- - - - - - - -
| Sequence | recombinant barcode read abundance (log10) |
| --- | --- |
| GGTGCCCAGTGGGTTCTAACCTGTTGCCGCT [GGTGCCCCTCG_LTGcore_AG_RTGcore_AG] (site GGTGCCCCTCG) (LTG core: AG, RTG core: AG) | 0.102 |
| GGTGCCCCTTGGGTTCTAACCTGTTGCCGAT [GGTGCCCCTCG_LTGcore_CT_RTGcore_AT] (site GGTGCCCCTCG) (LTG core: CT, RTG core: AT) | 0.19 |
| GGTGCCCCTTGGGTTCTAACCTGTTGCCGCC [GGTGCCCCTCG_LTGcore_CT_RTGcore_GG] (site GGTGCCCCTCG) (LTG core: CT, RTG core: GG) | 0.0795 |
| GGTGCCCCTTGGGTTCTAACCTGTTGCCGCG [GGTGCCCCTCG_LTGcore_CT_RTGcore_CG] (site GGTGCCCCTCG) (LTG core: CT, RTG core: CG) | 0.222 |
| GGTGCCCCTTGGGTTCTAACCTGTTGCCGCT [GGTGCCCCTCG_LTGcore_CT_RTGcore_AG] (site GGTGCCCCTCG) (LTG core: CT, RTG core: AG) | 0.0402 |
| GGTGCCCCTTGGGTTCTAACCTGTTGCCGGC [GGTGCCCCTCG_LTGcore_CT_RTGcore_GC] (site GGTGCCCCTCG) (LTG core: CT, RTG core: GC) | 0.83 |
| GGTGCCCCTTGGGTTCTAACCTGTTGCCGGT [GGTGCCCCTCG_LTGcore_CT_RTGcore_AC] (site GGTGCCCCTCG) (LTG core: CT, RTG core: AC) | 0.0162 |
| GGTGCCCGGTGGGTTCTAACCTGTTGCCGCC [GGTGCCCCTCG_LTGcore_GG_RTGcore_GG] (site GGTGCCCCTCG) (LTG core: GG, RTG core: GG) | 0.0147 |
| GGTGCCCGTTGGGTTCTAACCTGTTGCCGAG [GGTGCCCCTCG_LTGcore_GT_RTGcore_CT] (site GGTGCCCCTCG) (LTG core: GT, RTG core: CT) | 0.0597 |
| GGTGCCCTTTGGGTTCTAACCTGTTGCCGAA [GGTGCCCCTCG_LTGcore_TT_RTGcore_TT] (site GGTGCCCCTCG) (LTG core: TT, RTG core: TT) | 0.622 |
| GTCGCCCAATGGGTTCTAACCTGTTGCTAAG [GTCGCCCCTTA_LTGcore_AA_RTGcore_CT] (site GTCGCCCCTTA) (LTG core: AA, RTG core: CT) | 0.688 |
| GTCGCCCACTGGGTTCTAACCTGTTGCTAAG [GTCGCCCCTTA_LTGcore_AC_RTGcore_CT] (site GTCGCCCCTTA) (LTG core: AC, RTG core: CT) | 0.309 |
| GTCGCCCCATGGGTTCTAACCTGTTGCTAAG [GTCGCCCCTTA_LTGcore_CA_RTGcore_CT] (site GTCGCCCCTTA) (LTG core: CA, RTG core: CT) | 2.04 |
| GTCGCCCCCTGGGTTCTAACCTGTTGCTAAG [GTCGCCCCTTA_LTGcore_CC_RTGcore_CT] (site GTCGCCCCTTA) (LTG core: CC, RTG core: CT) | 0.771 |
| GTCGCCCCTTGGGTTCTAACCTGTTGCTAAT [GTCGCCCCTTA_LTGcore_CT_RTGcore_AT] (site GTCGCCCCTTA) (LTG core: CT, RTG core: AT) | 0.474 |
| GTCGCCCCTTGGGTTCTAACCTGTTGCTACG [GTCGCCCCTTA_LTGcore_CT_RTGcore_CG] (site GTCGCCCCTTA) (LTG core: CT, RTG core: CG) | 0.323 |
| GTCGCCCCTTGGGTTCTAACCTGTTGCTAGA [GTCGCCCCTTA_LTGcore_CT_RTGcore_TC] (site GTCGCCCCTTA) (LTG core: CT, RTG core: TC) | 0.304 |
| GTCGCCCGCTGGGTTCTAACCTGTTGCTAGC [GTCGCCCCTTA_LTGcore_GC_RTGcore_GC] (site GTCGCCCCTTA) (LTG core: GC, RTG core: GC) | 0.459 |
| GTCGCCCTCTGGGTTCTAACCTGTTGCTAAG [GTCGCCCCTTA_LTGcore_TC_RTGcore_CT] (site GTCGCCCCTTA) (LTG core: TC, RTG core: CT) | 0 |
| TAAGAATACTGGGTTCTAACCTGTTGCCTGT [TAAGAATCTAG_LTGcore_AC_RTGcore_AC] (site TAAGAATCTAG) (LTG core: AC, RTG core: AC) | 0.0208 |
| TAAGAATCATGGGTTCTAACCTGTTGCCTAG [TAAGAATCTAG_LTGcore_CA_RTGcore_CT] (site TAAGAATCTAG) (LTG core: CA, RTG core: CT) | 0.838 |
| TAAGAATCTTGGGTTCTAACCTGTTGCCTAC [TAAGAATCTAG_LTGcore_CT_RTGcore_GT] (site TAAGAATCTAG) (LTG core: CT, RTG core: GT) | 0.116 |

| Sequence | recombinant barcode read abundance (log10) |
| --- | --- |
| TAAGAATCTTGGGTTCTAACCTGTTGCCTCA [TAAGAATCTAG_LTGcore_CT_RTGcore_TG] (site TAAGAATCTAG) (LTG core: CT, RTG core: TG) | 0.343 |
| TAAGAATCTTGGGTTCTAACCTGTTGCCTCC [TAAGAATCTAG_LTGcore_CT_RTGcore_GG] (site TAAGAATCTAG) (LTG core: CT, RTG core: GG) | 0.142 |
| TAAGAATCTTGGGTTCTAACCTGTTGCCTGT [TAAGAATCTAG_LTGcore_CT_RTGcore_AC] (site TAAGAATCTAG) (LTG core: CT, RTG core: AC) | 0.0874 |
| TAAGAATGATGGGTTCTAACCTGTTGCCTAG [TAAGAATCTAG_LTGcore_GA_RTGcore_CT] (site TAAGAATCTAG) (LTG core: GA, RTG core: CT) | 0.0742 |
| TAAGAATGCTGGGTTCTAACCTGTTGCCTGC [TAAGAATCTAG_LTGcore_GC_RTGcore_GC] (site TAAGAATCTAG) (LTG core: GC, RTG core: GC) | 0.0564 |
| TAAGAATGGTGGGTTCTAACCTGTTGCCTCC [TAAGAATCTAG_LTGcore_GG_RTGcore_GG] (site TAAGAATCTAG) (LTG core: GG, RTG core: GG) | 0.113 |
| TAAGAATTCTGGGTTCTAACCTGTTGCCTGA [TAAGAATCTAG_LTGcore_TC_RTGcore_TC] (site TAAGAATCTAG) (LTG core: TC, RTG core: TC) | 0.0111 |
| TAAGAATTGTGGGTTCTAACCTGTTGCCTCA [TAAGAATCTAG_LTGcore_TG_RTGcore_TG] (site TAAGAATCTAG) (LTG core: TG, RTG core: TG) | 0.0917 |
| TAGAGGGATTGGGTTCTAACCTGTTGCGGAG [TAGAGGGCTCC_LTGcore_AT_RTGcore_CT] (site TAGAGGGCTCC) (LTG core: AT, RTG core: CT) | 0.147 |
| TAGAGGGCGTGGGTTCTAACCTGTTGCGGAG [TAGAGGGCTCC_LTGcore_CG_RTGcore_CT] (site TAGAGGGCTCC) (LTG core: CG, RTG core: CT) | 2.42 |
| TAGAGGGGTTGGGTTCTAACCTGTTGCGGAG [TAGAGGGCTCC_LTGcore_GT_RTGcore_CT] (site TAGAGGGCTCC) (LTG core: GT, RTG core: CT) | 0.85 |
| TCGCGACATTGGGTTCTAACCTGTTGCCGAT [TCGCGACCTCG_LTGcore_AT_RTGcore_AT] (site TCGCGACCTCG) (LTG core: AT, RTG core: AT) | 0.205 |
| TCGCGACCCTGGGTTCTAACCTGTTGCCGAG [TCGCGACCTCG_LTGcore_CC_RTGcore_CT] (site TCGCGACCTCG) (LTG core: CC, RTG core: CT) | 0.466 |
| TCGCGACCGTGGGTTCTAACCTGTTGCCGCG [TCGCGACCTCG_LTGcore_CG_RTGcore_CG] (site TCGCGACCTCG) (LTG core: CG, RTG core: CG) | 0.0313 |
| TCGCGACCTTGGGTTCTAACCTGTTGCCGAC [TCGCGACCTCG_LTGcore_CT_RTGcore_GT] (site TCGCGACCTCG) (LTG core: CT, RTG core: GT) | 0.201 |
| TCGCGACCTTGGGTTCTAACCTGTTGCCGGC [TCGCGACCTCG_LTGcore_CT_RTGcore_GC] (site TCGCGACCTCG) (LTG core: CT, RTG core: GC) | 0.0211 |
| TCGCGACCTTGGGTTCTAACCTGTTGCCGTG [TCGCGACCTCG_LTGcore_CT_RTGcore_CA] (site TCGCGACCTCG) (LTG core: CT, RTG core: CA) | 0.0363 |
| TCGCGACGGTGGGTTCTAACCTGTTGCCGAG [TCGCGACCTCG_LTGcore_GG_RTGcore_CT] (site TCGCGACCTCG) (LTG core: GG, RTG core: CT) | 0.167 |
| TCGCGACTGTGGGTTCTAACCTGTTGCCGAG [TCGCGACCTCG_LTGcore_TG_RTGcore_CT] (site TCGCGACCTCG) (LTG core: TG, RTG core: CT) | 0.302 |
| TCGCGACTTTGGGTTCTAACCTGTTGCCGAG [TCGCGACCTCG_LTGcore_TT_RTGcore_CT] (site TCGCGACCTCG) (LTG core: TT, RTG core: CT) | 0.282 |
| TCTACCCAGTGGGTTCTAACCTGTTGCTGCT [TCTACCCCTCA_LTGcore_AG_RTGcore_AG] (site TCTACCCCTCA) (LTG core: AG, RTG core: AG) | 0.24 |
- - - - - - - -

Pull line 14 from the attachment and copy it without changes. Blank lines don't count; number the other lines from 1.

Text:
| GTCGCCCACTGGGTTCTAACCTGTTGCTAAG [GTCGCCCCTTA_LTGcore_AC_RTGcore_CT] (site GTCGCCCCTTA) (LTG core: AC, RTG core: CT) | 0.309 |